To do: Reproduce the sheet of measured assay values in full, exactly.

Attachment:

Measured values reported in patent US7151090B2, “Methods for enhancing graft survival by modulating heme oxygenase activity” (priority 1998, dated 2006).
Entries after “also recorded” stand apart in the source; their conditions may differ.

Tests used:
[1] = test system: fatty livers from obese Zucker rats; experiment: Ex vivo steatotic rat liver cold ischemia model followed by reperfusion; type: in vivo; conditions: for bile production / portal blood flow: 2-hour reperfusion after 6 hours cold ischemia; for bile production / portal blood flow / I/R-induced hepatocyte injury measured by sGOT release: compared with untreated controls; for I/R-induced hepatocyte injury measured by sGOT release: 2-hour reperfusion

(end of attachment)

Measured values reported in patent US7151090B2, “Methods for enhancing graft survival by modulating heme oxygenase activity” (priority 1998, dated 2006).
Entries after “also recorded” stand apart in the source; their conditions may differ.

Tests used:
[1] = test system: fatty livers from obese Zucker rats; experiment: Ex vivo steatotic rat liver cold ischemia model followed by reperfusion; type: in vivo; conditions: for bile production / portal blood flow: 2-hour reperfusion after 6 hours cold ischemia; for bile production / portal blood flow / I/R-induced hepatocyte injury measured by sGOT release: compared with untreated controls; for I/R-induced hepatocyte injury measured by sGOT release: 2-hour reperfusion